A distinctive soil composition of loamy, fertile, schist-like soil, replete with mica and abounding with minerals that feed and nourish outstanding Vinifera wine grapes conspire to make the Swan Creek wines unique.

The Vineyards of Swan Creek offer both French and Italian wine varieties along with a few unique local blends.

Haw River Valley AVA

On March 30, 2009 the Haw River Valley was recognized as an official AVA with a distinctive grape growing and wine producing area. The area is rapidly gaining a reputation for its unique microclimate, long growing season and mineral-rich soils that produce superior red vinifera winegrapes.

The Haw River Valley AVA covers the northern, central portion of the state with approximately 868 sq. miles (555,508 acres). About half a dozen small commercial wineries currently operate in the area and have formed the 50-mile-long Haw River Wine Trail. This inland area has a longer growing season than the better known Yadkin Valley and has been successful growing Cabernet Sauvignon and Franc, Merlot, Tempranillo, Sangiovese and Chardonnay, in addition to some hybrids.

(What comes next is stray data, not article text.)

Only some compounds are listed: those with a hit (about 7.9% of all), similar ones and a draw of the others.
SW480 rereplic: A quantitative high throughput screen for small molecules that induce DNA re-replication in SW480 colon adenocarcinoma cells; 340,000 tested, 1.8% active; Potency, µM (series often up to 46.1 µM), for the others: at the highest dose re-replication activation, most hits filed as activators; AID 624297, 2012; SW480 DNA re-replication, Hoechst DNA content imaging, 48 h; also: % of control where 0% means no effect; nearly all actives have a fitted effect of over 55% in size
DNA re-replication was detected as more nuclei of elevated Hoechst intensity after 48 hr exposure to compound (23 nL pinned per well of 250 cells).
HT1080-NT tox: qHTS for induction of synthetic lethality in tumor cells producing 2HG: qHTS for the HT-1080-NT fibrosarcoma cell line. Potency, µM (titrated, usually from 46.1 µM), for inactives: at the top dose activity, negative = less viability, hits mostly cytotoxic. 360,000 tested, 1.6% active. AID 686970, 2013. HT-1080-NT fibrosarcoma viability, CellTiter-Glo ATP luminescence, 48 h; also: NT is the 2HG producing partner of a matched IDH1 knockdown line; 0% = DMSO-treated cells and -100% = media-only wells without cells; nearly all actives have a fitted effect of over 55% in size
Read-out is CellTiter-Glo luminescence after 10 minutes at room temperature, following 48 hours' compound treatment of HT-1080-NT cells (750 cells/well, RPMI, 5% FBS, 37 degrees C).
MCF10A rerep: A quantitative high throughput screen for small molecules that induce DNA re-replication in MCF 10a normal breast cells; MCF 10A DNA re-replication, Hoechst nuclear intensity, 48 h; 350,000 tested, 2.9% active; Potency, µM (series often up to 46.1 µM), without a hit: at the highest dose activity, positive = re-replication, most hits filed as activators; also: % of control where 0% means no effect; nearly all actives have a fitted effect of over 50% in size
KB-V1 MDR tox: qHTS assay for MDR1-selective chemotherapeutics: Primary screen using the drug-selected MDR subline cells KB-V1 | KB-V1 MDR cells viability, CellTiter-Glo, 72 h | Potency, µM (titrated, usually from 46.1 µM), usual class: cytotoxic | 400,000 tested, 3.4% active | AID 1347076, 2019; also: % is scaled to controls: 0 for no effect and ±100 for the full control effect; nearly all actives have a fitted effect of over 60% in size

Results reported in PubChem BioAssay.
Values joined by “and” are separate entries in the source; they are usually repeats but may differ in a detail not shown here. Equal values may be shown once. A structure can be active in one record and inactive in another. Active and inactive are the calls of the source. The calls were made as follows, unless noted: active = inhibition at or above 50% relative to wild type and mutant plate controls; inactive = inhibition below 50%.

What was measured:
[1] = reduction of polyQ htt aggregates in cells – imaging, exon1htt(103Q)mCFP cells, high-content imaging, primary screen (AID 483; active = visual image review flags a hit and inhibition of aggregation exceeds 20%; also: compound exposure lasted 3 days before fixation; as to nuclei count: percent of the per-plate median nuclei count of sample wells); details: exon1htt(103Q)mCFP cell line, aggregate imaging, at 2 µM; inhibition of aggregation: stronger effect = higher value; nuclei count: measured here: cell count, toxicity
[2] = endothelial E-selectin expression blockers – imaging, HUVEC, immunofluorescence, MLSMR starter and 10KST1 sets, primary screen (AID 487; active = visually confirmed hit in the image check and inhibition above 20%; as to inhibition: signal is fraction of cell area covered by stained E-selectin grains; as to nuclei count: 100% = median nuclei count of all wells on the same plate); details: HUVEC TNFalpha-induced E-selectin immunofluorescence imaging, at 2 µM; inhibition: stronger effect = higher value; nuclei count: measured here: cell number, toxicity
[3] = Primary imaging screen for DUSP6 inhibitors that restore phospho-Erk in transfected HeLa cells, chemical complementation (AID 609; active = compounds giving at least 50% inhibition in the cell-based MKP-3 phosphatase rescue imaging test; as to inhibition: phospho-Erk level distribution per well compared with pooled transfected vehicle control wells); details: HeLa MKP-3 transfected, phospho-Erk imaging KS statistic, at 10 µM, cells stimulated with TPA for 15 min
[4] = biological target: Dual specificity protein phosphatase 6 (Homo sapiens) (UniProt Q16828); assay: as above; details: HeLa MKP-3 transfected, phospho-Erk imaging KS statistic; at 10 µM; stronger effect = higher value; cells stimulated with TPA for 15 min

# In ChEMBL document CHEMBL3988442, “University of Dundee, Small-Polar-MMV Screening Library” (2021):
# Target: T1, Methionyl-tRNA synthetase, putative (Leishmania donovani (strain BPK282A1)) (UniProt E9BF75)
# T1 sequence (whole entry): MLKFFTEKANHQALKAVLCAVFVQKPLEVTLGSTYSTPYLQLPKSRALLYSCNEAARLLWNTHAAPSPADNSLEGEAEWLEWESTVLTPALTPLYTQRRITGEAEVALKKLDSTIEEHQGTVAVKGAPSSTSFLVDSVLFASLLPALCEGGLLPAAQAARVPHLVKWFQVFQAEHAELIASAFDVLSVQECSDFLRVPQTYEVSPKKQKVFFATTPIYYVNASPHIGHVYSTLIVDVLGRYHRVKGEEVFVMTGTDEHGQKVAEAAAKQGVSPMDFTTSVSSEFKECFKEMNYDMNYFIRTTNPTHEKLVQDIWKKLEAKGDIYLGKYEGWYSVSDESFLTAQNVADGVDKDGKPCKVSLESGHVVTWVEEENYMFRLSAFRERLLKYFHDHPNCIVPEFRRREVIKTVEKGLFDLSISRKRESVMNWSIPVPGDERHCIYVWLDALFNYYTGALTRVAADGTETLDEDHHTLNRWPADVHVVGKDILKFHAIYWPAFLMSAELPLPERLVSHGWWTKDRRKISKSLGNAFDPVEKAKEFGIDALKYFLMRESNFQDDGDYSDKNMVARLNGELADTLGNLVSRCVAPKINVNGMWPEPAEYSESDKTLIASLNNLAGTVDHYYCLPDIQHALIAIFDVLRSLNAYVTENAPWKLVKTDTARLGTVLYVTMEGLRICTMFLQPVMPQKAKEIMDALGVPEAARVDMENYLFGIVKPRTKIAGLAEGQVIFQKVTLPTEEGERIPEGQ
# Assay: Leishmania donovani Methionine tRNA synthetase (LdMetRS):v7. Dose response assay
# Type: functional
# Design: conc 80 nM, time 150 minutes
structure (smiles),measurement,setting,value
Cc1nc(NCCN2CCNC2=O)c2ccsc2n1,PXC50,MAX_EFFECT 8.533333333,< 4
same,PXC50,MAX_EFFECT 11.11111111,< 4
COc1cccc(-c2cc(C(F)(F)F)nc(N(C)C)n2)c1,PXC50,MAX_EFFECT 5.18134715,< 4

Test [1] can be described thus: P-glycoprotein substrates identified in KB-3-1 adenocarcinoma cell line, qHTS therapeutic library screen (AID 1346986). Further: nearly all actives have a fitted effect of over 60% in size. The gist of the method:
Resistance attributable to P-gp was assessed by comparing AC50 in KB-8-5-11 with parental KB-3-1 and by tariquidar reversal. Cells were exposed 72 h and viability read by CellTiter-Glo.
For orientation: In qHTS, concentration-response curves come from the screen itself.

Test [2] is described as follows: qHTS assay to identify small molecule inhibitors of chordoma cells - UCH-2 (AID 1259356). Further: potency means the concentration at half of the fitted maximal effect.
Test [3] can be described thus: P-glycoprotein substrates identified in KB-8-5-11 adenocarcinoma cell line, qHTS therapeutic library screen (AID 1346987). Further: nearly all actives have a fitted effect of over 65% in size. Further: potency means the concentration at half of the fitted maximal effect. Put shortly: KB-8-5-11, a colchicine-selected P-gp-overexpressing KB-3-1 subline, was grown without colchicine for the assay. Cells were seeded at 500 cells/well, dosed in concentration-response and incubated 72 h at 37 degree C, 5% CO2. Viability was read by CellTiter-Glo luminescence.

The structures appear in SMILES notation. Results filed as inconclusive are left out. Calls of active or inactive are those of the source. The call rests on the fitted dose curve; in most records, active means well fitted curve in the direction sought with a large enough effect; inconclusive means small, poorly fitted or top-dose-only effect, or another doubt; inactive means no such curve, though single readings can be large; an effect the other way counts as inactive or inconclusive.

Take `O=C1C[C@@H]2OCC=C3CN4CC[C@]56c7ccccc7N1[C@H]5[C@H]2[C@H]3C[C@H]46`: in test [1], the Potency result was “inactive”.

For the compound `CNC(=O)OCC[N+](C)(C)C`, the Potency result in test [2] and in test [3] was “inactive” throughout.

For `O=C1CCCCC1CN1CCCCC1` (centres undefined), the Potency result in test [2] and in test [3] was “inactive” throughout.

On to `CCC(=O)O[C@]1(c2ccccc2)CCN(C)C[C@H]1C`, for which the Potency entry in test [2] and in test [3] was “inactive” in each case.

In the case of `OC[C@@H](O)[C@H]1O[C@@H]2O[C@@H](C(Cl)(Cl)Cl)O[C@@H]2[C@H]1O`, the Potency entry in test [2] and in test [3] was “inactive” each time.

Well, that’s my case.

I made one daring proclamation…

“North Carolina may be poised to claim a place at the table along side these famed vintners and pierce the barrier to recognition on the world stage”.

And now it’s for you to declare the verdict, so in closing let me leave you with one more thought:

Many had doubts that any winery in California or the US could produce wines to compete with the wines of Europe. Some forty years ago, California wines were relatively unknown even in the United States, and were considered as “cheap”, novel, or inferior by the international community.

Today however, California wines are respected, sought after, and enjoyed world wide. They are winning major awards in international competitions and are recognized as some of the best wine produced in the world.

I must admit, North Carolina is a relatively new region for commercial winery development, but it remains exciting to watch the new kid grow and mature.

Yadkin Valley, Swan River, and Haw River Valley may be names to rival Napa and Sonoma Valley.

Time will tell.


photos courtesy of wineglass by jhenryrose grape on the vine by Zest-pk